Wallace welcomes new program
Wallace Community College Selma will begin the fall season with a new medical program.
Starting in October, eligible WCCS students will have the opportunity to enroll in a Better Occupation Outcomes with Simulation Training program. Funded by and named after the Department of Labor’s Better Occupation Outcomes with Simulation Training program, the $3.25 million grant BOOST program allows students to earn three different medical certifications—electrocardiography, nursing assistant and phlebotomy—in three semesters.
“It’s allowing students more options, and it’s allowing them quicker paths to exit for employment,” WCCS BOOST program director Veronica Brown said.
Students may complete the entire program to earn all three available certifications or stop at any point after receiving one or two certifications.
For at least 15 years, WCCS has had an assistant nursing program, but the recent changes in pell grants criteria caused the program to no longer be approved for the pell grant. Therefore, several students depending on the pell grant to fund the program could not afford to participate.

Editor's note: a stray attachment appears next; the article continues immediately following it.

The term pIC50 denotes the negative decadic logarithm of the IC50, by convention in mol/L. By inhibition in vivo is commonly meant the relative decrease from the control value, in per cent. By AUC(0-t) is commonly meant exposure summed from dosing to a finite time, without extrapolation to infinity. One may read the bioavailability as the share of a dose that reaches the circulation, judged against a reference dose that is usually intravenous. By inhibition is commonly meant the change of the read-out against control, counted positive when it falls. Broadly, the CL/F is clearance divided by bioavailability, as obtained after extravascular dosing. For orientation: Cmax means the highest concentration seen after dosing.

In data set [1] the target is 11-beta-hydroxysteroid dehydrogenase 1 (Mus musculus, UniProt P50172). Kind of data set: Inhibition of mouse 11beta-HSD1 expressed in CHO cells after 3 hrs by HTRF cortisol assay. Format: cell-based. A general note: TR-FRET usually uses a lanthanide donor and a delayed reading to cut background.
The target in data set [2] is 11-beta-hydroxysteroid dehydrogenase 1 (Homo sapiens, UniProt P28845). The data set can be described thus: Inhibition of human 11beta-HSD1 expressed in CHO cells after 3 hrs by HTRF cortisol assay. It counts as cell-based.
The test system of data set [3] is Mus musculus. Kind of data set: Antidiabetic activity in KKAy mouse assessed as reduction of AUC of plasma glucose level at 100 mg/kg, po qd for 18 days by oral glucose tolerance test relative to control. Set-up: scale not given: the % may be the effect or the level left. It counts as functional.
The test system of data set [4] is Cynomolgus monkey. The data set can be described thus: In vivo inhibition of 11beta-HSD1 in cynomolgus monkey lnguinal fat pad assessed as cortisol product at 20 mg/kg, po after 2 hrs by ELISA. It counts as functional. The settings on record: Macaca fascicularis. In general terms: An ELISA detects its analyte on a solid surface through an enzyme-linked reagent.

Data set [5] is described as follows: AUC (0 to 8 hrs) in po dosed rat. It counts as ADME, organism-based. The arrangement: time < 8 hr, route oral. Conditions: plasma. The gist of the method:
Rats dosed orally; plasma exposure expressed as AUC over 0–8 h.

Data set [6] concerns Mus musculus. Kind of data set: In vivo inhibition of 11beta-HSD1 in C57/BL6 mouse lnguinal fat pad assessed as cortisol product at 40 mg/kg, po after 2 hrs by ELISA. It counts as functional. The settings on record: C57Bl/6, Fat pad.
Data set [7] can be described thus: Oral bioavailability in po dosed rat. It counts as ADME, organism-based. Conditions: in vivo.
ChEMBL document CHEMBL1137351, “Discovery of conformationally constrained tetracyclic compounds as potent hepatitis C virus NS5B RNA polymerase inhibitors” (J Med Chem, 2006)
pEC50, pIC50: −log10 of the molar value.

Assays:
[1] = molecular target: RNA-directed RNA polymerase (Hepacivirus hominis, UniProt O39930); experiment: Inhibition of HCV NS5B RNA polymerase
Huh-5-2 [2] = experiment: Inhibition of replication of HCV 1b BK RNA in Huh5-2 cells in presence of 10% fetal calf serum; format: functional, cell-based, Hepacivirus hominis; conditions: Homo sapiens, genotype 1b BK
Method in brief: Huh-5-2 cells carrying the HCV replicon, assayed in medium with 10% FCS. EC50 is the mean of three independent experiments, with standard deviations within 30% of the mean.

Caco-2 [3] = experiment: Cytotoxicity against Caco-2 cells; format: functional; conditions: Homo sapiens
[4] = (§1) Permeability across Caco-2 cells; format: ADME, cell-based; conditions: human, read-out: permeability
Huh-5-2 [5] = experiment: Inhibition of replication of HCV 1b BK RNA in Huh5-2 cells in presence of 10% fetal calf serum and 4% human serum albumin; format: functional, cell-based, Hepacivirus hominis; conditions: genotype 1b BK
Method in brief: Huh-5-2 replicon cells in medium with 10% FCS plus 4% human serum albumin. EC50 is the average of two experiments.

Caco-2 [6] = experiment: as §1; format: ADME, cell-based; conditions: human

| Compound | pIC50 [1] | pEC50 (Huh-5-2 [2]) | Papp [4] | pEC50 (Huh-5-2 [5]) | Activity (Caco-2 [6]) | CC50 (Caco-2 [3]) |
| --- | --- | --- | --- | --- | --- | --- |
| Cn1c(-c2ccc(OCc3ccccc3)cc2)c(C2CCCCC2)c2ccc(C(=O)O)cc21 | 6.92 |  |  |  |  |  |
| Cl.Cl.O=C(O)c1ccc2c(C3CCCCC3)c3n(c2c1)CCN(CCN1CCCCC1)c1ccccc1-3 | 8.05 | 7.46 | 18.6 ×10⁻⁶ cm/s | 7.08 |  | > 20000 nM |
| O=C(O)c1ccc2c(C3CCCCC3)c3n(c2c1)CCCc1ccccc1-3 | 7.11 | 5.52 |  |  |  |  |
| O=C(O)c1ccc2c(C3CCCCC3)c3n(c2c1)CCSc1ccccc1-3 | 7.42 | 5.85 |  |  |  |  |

As a result, WCCS stopped the nursing assistant program this past year, Brown said.
With financial support from the grant, students have access to high-tech equipment, such as 3-dimensional models of organs and body parts.
“Students will be able to view the anatomy model on these 3-D instruments that will let them view it all angles and bring it off the page for them versus the typical lab where you go in a cut and dissect to view the parts of animals,” Brown said. “We’re really excited about that.”
Brown said the program is also great for students interested in health care careers, but have struggled academically to get their grade point average to a level where they were eligible for other nursing programs.
“The first semester is specifically designed just for this cohort of students that we are dealing with to strengthen reading level, strengthen study skills, provide an introduction to health care courses and provide a introduction to medical terminology.”
Starting in the fall, the BOOST program will accept it’s first group of 48 students on a first-come-first-serve basis with plans to admit a new cohort each semester, Brown said.
Although the former nursing assistant program is no longer available, the fact the survey results revealed that 98 percent of students were employed six months graduation makes Brown confident that the BOOST program will also be successful.
“From this program we will be able to build other health programs,” Brown said. “This is just a start. We see great things coming from this.”